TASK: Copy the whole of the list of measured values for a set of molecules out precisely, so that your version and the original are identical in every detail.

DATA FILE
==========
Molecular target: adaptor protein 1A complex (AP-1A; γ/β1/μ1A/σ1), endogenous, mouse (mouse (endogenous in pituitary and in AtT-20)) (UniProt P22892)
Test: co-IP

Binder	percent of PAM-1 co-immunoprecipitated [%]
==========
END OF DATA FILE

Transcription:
Molecular target: adaptor protein 1A complex (AP-1A; γ/β1/μ1A/σ1), endogenous, mouse (mouse (endogenous in pituitary and in AtT-20)) (UniProt P22892)
Test: co-IP

Binder	percent of PAM-1 co-immunoprecipitated [%]